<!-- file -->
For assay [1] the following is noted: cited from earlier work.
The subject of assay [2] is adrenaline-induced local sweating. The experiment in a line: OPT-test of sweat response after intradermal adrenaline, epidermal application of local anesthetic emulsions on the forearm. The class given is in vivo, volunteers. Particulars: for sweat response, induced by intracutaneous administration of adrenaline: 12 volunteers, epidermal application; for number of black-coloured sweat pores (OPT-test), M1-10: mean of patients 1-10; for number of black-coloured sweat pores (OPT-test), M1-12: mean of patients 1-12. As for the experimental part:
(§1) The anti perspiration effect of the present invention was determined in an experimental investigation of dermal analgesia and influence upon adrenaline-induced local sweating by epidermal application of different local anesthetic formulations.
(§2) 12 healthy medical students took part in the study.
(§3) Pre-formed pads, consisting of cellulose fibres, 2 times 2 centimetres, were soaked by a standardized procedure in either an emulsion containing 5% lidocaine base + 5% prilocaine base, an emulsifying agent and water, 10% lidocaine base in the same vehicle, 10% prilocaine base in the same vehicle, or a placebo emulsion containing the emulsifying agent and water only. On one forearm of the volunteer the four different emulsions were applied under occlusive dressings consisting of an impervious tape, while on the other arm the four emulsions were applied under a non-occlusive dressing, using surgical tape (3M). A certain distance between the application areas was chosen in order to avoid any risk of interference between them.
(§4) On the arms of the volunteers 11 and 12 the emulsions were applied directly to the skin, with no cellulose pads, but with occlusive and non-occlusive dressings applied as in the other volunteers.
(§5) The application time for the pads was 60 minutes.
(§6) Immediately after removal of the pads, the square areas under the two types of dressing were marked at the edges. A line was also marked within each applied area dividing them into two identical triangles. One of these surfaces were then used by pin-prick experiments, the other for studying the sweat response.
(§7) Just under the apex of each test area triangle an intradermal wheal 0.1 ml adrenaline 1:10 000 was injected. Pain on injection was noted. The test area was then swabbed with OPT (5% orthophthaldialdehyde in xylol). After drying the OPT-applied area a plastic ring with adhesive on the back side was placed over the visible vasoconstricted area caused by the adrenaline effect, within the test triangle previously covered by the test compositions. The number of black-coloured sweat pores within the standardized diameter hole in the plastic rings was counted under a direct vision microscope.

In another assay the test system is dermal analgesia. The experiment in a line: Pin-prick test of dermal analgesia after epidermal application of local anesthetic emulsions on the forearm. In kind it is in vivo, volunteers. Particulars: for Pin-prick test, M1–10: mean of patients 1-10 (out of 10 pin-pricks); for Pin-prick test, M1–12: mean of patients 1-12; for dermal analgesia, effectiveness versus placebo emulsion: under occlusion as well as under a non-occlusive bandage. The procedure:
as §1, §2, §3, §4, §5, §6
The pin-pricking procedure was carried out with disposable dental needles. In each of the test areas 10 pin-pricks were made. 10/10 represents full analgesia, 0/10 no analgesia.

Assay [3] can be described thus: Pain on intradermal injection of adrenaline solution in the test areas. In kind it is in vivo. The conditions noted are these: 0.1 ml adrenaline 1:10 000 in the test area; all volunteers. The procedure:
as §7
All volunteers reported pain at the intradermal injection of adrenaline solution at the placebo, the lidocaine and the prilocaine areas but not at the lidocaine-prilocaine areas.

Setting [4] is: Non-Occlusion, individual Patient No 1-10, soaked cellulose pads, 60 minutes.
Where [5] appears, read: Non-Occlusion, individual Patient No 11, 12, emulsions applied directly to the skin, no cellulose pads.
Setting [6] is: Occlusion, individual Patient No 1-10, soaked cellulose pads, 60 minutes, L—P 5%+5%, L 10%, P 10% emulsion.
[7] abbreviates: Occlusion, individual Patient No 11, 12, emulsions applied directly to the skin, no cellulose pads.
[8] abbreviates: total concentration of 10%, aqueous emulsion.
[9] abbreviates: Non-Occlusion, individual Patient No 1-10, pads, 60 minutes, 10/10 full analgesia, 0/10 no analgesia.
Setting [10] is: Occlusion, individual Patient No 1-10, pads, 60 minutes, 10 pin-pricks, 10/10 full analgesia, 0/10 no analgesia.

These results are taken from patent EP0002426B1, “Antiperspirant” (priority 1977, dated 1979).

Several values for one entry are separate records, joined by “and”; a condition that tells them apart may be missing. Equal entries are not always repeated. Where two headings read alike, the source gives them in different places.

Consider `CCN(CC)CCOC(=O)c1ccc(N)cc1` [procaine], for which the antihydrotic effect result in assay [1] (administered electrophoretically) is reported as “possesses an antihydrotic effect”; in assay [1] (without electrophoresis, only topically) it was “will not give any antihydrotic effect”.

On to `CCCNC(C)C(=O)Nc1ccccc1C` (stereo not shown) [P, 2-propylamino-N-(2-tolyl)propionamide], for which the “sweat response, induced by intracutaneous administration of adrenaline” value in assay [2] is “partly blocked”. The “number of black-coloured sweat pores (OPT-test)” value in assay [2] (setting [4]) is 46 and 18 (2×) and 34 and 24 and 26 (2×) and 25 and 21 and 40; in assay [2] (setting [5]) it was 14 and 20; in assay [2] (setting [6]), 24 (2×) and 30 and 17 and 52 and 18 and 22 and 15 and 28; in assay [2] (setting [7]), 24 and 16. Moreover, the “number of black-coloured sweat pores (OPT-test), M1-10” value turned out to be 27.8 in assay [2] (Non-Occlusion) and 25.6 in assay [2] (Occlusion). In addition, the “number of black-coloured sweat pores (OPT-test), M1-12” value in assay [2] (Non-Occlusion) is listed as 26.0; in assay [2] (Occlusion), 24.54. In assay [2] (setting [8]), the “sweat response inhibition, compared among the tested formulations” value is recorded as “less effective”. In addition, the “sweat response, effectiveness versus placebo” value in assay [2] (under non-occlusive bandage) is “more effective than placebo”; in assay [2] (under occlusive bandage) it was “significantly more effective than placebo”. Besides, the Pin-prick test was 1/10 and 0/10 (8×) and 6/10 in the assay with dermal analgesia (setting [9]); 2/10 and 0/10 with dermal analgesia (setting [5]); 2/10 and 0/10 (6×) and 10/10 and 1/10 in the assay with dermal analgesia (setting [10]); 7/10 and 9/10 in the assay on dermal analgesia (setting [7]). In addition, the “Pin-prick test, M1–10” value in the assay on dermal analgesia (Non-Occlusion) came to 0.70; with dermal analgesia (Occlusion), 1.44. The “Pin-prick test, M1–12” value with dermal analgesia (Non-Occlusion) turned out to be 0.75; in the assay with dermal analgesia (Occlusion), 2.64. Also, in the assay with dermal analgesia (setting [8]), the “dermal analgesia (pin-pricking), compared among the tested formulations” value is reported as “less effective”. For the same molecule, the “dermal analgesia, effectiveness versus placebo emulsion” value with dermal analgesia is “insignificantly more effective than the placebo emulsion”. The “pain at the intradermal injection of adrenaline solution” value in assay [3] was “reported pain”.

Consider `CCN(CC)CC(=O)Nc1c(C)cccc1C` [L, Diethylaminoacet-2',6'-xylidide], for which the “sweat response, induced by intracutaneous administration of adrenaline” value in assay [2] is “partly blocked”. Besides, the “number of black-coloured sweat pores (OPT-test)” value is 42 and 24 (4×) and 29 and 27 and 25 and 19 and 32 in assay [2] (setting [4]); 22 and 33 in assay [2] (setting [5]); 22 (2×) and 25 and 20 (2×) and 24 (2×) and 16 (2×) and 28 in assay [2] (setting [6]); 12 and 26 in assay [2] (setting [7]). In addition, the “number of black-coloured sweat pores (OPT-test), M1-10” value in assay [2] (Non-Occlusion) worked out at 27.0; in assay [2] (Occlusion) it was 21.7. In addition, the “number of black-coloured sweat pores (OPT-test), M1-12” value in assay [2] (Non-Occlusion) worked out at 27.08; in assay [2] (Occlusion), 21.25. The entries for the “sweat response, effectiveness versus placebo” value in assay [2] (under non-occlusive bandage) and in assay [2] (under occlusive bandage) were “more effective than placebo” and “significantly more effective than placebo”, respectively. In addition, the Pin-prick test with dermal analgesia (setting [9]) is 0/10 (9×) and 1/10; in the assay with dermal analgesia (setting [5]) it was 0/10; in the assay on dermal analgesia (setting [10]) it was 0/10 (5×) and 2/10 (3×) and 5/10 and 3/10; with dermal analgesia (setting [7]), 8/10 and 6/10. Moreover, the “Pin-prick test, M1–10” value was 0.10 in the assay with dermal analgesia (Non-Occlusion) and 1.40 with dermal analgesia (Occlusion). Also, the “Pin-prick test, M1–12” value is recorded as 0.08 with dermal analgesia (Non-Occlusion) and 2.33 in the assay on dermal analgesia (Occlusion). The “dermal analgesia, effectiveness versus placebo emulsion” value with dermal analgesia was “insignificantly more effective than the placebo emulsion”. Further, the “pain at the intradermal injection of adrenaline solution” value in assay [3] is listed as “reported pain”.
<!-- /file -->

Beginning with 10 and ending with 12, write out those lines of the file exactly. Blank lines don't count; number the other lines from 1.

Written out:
In another assay the test system is dermal analgesia. The experiment in a line: Pin-prick test of dermal analgesia after epidermal application of local anesthetic emulsions on the forearm. In kind it is in vivo, volunteers. Particulars: for Pin-prick test, M1–10: mean of patients 1-10 (out of 10 pin-pricks); for Pin-prick test, M1–12: mean of patients 1-12; for dermal analgesia, effectiveness versus placebo emulsion: under occlusion as well as under a non-occlusive bandage. The procedure:
as §1, §2, §3, §4, §5, §6
The pin-pricking procedure was carried out with disposable dental needles. In each of the test areas 10 pin-pricks were made. 10/10 represents full analgesia, 0/10 no analgesia.